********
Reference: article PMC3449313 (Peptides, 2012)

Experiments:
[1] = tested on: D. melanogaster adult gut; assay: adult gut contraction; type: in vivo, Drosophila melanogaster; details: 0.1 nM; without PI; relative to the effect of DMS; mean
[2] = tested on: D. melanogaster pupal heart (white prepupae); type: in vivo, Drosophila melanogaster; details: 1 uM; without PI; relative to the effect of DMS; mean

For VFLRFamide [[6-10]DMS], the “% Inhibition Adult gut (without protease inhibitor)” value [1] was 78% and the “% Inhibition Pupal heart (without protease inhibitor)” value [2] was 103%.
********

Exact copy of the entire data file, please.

Reference: article PMC3449313 (Peptides, 2012)

Experiments:
[1] = tested on: D. melanogaster adult gut; assay: adult gut contraction; type: in vivo, Drosophila melanogaster; details: 0.1 nM; without PI; relative to the effect of DMS; mean
[2] = tested on: D. melanogaster pupal heart (white prepupae); type: in vivo, Drosophila melanogaster; details: 1 uM; without PI; relative to the effect of DMS; mean

For VFLRFamide [[6-10]DMS], the “% Inhibition Adult gut (without protease inhibitor)” value [1] was 78% and the “% Inhibition Pupal heart (without protease inhibitor)” value [2] was 103%.